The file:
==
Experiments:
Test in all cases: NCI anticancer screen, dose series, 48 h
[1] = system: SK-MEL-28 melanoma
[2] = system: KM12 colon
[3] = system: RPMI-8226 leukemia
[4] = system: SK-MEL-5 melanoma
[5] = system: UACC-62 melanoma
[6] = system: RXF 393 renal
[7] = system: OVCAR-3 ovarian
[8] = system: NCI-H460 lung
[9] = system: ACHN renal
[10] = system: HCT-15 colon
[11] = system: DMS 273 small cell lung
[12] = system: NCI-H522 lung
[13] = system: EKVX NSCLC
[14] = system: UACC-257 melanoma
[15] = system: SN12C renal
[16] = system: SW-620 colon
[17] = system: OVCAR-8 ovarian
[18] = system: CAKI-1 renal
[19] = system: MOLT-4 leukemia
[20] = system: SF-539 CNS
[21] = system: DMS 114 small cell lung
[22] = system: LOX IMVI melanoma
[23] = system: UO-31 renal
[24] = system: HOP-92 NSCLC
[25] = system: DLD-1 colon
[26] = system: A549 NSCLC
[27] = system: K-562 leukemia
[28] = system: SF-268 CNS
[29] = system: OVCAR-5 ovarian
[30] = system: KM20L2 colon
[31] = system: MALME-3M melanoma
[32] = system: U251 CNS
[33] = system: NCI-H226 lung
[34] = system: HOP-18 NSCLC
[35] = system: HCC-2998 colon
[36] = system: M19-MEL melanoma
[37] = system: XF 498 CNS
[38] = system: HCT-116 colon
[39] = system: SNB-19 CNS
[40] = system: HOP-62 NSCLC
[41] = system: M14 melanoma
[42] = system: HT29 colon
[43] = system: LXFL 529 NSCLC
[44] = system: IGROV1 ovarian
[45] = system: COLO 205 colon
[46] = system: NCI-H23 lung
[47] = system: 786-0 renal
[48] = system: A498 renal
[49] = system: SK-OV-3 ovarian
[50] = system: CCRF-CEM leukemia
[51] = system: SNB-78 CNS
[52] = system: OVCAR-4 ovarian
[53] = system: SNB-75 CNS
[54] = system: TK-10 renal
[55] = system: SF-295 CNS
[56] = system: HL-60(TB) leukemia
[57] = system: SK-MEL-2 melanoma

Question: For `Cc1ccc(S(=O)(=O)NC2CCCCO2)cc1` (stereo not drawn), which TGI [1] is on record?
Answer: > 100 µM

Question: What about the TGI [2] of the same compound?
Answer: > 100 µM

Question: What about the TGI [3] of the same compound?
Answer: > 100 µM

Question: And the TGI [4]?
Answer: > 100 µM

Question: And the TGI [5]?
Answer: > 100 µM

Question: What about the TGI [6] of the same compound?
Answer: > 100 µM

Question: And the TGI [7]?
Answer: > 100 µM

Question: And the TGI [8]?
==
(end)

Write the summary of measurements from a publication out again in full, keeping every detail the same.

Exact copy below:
Experiments:
Test in all cases: NCI anticancer screen, dose series, 48 h
[1] = system: SK-MEL-28 melanoma
[2] = system: KM12 colon
[3] = system: RPMI-8226 leukemia
[4] = system: SK-MEL-5 melanoma
[5] = system: UACC-62 melanoma
[6] = system: RXF 393 renal
[7] = system: OVCAR-3 ovarian
[8] = system: NCI-H460 lung
[9] = system: ACHN renal
[10] = system: HCT-15 colon
[11] = system: DMS 273 small cell lung
[12] = system: NCI-H522 lung
[13] = system: EKVX NSCLC
[14] = system: UACC-257 melanoma
[15] = system: SN12C renal
[16] = system: SW-620 colon
[17] = system: OVCAR-8 ovarian
[18] = system: CAKI-1 renal
[19] = system: MOLT-4 leukemia
[20] = system: SF-539 CNS
[21] = system: DMS 114 small cell lung
[22] = system: LOX IMVI melanoma
[23] = system: UO-31 renal
[24] = system: HOP-92 NSCLC
[25] = system: DLD-1 colon
[26] = system: A549 NSCLC
[27] = system: K-562 leukemia
[28] = system: SF-268 CNS
[29] = system: OVCAR-5 ovarian
[30] = system: KM20L2 colon
[31] = system: MALME-3M melanoma
[32] = system: U251 CNS
[33] = system: NCI-H226 lung
[34] = system: HOP-18 NSCLC
[35] = system: HCC-2998 colon
[36] = system: M19-MEL melanoma
[37] = system: XF 498 CNS
[38] = system: HCT-116 colon
[39] = system: SNB-19 CNS
[40] = system: HOP-62 NSCLC
[41] = system: M14 melanoma
[42] = system: HT29 colon
[43] = system: LXFL 529 NSCLC
[44] = system: IGROV1 ovarian
[45] = system: COLO 205 colon
[46] = system: NCI-H23 lung
[47] = system: 786-0 renal
[48] = system: A498 renal
[49] = system: SK-OV-3 ovarian
[50] = system: CCRF-CEM leukemia
[51] = system: SNB-78 CNS
[52] = system: OVCAR-4 ovarian
[53] = system: SNB-75 CNS
[54] = system: TK-10 renal
[55] = system: SF-295 CNS
[56] = system: HL-60(TB) leukemia
[57] = system: SK-MEL-2 melanoma

Question: For `Cc1ccc(S(=O)(=O)NC2CCCCO2)cc1` (stereo not drawn), which TGI [1] is on record?
Answer: > 100 µM

Question: What about the TGI [2] of the same compound?
Answer: > 100 µM

Question: What about the TGI [3] of the same compound?
Answer: > 100 µM

Question: And the TGI [4]?
Answer: > 100 µM

Question: And the TGI [5]?
Answer: > 100 µM

Question: What about the TGI [6] of the same compound?
Answer: > 100 µM

Question: And the TGI [7]?
Answer: > 100 µM

Question: And the TGI [8]?